|Photo by Liz Cezat, Utah.
How important is color in your life? If you live in a world of beige or black & white, you might not notice how much vibrant colors or a subtle hue can stimulate your senses: not only your eyes, but also your imagination. People living in a beige world may not be fully cognizant of their surroundings while those who live in a black & white world may view the landscape simply as a backdrop to the business of life.
For the left-brain readers, I will correlate these colors to my PMS book. In this reference, PMS does not refer to Pre Menstrual Syndrome, rather it’s a book of color swatches with numbers known as the Pantone® Color Formula Guide. It is an indispensible tool for graphic designers and art directors.
Today, when I stepped out of the shower, I reached for my towel. It was poppy-pink (PMS 1787). Not the usual beige. I felt uplifted with this new color. Then, I realized that poppy-pink is such a cheerful color, how can you not be happy when you see it?
Yesterday, while watering the flowers in my garden, I noticed that the marigolds were not just yellow, some were golden yellow (PMS 116) yet others were a vibrant orange (PMS 21) and others were burnt red (PMS 186) – all stemming from the same stalk. These intense colors made me appreciate the true beauty of a marigold.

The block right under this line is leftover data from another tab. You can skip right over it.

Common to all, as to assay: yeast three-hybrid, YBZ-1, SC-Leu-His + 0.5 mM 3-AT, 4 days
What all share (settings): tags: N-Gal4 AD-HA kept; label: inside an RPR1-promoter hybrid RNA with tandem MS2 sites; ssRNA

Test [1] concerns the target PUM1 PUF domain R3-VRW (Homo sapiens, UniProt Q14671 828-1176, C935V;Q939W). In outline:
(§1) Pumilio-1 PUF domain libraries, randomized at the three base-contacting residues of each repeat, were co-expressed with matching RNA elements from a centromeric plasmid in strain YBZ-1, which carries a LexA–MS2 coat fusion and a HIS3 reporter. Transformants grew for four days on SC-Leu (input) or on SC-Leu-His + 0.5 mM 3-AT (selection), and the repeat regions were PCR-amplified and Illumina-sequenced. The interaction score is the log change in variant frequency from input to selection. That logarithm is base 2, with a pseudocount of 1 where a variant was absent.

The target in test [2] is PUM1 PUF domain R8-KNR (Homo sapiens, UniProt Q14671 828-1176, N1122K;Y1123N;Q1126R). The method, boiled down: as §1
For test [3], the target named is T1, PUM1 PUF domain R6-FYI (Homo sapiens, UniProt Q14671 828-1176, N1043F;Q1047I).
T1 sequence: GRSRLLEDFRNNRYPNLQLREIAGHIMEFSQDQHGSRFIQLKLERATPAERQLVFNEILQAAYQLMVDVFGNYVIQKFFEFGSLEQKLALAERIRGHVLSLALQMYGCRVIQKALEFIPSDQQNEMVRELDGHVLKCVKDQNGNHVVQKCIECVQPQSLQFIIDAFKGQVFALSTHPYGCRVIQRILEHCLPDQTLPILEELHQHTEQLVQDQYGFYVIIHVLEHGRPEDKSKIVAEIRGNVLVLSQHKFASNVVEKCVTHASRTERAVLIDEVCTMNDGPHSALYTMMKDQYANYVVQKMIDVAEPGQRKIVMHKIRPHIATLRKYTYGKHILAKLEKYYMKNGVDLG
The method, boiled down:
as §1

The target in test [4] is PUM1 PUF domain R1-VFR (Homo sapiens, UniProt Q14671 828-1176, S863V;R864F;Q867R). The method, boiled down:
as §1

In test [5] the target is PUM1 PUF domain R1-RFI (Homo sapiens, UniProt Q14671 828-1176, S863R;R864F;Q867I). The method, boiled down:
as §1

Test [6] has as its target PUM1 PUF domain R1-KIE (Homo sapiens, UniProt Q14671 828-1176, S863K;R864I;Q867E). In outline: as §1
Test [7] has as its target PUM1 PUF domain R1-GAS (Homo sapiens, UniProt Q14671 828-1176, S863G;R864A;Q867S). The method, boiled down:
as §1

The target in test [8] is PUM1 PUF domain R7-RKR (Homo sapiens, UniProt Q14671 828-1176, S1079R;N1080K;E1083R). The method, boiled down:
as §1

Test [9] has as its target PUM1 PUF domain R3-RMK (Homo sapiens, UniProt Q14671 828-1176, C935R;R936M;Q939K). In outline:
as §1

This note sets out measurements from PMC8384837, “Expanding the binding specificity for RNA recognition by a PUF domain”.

While planting in a friend’s cottage garden the other week, my boyfriend instructed me to put a pot of geraniums into a bed of deep green groundcover. I asked, “Why? It’s all green there.” He replied, “It could use a pop of color.” He was absolutely right. That flash of red was the perfect foil to a mass of green leaves.
When creating materials for print (newsletters, annual reports) or the web (websites, e-newsletters), my graphic designers always play off colors. If someone is wearing green in a photo, they create a green element elsewhere on the page or use a complementary color – such as red. I appreciate color as an art form. I see how it stands out, makes you take notice and might even change your perspective.
Picture this: You're walking in the rain on a city street in the bad part of town and you've sunk into a dark mood. Then you see a yellow car. It's the brightest spot on the dreary, rain-soaked street. All of a sudden you think of the sun and you involuntarily smile. That spot of color makes a connection that lifts your mood.
Just for a day, observe the colors that strike you. How does color affect your mood? I don't think it's a stretch to say that color connects us to the world and has some sway in increasing our happiness.